An Australian academic who is being tried with ousted Myanmar leader Aung San Suu Kyi on charges of violating the country’s official secrets law has testified in court for the first time, a legal official says.
- Professor Turnell denied the allegations against him and pleaded not guilty
- Professor Turnell’s lawyers have been barred from talking about the case
- All trials involving Ms Suu Kyi have been closed to the media and public
Sean Turnell, an economist at Sydney’s Macquarie University, had served as an adviser to Ms Suu Kyi, who was arrested when her elected government was ousted by the army on February 1 last year.
He was arrested five days later and faces up to five years’ imprisonment.
Professor Turnell is now being held in the main prison in Naypyitaw, the capital, as is Ms Suu Kyi.
Three of Ms Suu Kyi’s former cabinet members are being tried with them in a special court at the prison.
A legal official familiar with Thursday’s proceedings said Professor Turnell denied the allegations against him and pleaded not guilty in his first court appearance, but details of his testimony are limited.
Professor Turnell’s lawyers have been barred from talking about the case, while all trials involving Ms Suu Kyi have been closed to the media and public.
The legal official, who spoke on condition of anonymity because he is not authorised to release information, said Professor Turnell and his co-defendants appeared to be in good health.
The exact details of the alleged offence in the case have not been made public, though Myanmar state television, citing government statements, said last year that Professor Turnell had access to “secret state financial information” and had tried to flee the country.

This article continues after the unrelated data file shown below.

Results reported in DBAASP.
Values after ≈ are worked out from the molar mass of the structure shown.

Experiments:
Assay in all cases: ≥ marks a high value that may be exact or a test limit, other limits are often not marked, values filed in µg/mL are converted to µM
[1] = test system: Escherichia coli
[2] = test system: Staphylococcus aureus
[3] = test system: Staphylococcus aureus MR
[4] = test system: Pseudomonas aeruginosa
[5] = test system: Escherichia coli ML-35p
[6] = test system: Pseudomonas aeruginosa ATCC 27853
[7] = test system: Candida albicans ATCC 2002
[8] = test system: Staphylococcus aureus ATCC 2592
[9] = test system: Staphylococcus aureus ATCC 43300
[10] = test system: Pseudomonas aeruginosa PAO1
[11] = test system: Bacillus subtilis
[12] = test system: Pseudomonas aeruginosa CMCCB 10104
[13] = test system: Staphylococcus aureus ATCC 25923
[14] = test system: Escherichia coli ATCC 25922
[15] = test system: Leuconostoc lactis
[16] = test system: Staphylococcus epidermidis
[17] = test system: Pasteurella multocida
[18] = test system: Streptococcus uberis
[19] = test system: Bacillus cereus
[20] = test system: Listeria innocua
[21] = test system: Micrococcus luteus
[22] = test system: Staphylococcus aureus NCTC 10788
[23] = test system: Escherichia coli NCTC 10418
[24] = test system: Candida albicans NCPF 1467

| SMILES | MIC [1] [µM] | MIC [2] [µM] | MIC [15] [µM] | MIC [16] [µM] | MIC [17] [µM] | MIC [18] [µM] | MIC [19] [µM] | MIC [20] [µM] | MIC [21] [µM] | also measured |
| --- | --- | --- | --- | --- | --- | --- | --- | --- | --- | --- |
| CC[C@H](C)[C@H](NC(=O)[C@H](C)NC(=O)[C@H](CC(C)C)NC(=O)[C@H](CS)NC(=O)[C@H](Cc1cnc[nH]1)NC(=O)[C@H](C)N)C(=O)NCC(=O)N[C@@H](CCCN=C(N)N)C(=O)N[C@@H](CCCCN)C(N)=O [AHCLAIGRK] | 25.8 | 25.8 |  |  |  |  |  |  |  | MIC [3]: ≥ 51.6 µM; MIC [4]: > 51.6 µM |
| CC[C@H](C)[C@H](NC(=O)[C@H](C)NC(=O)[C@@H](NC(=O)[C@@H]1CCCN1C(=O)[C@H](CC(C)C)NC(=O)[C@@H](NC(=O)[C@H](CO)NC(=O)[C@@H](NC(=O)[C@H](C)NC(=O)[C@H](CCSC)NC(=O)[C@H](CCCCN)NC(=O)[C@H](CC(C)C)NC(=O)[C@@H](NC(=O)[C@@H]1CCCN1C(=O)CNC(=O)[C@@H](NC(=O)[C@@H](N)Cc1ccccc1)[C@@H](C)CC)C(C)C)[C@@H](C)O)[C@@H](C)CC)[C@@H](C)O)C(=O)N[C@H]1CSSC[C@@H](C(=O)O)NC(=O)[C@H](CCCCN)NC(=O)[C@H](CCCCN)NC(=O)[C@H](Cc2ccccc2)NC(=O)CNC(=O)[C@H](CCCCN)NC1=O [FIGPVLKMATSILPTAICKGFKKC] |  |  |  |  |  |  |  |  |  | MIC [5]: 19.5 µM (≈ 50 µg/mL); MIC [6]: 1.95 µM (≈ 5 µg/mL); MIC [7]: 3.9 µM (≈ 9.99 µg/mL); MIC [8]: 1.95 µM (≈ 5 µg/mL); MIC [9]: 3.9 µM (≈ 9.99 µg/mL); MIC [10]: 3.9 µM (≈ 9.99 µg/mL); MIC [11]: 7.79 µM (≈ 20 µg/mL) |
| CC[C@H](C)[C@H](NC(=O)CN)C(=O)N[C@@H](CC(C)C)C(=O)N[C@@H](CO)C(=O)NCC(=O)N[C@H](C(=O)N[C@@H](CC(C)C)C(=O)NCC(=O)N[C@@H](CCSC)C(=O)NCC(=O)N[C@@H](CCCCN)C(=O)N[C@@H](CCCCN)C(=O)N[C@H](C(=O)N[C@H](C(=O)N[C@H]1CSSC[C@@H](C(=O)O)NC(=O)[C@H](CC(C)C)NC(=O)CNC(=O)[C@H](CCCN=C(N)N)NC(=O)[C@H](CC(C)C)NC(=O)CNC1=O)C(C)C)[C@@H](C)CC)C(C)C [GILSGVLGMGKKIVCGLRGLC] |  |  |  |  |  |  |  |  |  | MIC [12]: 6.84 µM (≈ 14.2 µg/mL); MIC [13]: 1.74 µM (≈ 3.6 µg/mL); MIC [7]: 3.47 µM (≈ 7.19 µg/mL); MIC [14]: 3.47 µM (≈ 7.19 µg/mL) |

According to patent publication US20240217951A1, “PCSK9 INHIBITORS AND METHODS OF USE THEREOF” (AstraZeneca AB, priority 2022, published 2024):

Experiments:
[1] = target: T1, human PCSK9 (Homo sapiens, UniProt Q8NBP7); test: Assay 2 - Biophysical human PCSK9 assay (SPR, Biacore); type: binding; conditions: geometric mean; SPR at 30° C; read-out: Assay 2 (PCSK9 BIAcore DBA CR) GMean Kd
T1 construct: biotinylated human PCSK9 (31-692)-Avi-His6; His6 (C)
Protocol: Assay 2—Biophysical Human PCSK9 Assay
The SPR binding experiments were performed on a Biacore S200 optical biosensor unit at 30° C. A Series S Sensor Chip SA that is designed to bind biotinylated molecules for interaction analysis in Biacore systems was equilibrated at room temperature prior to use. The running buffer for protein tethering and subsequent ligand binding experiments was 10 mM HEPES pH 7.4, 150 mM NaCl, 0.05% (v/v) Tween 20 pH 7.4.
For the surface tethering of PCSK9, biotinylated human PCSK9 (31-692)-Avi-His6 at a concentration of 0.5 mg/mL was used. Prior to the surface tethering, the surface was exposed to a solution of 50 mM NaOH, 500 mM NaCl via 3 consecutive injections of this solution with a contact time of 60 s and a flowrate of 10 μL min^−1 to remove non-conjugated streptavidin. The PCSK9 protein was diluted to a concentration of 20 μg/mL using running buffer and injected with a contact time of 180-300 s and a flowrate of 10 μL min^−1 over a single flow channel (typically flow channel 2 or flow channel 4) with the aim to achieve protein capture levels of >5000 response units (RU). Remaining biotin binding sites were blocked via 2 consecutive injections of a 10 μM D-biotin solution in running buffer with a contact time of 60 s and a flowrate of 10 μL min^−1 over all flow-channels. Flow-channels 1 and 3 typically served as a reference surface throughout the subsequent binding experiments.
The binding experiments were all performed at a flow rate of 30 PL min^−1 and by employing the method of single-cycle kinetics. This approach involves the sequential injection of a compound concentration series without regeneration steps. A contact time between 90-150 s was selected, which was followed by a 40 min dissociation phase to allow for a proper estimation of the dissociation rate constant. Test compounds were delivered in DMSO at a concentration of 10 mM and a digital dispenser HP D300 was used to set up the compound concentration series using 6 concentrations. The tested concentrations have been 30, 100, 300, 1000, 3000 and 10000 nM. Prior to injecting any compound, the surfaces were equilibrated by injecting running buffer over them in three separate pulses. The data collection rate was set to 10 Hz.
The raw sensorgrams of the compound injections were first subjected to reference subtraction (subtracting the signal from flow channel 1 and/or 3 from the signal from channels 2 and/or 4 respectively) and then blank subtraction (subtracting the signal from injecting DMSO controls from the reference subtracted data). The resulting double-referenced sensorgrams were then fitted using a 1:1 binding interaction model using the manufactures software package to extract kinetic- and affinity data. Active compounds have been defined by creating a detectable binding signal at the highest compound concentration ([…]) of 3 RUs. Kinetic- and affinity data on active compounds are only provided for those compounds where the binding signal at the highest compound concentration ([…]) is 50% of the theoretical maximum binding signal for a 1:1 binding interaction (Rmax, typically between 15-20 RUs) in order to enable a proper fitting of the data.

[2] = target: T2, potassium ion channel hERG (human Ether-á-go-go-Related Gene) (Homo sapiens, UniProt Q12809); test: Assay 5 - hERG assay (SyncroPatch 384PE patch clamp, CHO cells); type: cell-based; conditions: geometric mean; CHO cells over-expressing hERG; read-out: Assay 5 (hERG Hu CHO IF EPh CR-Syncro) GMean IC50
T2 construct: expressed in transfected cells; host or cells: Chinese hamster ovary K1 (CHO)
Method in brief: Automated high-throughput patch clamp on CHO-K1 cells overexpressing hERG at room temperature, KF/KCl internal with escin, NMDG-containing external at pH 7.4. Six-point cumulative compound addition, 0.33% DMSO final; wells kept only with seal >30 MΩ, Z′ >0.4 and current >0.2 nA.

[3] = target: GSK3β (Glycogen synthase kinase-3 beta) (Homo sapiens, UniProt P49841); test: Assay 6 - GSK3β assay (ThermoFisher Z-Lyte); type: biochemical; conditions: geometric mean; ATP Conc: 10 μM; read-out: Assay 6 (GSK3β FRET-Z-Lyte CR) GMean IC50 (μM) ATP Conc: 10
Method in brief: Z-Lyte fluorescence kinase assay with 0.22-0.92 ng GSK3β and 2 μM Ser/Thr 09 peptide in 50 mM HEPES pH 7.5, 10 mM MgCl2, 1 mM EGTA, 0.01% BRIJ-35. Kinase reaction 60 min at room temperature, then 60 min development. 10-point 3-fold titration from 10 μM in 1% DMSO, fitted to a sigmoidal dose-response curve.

Friend and fellow economist Tim Harcourt told the ABC the opaque legal process was concerning.
“Let’s face it, it’s trumped-up charges by an authoritarian regime that wants to use Sean to discredit Aung San Suu Kyi. That’s what it’s all about,” he said.
“He’s pleaded not guilty because he’s not guilty.
“All he did was advise the Myanmar government on things they should do with their economy … providing good advice to improve the living standards of ordinary citizens.”
He said the advice from the previous Australian government was to take a “softly, softly” approach.
“But quite clearly, it hasn’t worked. It’s been 18 months now,” he said.
“The fact you can have such authoritarian, murderous regime doing what it’s doing, and Australia hasn’t considered sanctions, is pretty surprising.
“Particularly given how quickly people acted with respect to Vladimir Putin with Ukraine, which was correct, they’ve sort of let Myanmar drift off.”
He said Foreign Minister Penny Wong had been more vocal about Professor Turnell’s case.
Defence Minister Richard Marles said he could not comment on the details of Australia’s consular access to Professor Turnell, but said the government was concerned about his situation.
“We are concerned about the level of access available to those providing consular services to Professor Turnell,” he said.
“Our most important engagement with Myanmar right now is around seeing a safe return of Professor Turnell to this country.
“And we will not rest until we have a situation where Professor Turnell is returned safely to Australia and safely to his country.”
Senator Wong has previously said sanctions are under active consideration and Professor Turnell is Australia’s top priority in Myanmar.
“Another question is, would sanctions make it worse for him or better for him? Does applying pressure put pressure on Myanmar or does it just anger them? So that’s a question for the judgement of the government,” Professor Harcourt said.
Professor Turnell is also being prosecuted under immigration law, which carries a punishment of six months to five years’ imprisonment. Prosecutions under immigration law are common for foreigners being held for other offences.
The judge adjourned Thursday’s proceedings until next week, when Ms Suu Kyi is to testify.
The case is one of many faced by Ms Suu Kyi and is widely seen as an effort to discredit her to prevent her return to politics.
The charges against her include corruption and election fraud. She has already been convicted of several minor offences.
Last year’s military takeover sparked peaceful nationwide street protests that security forces quashed with lethal force, triggering armed resistance that some UN experts have characterised as civil war.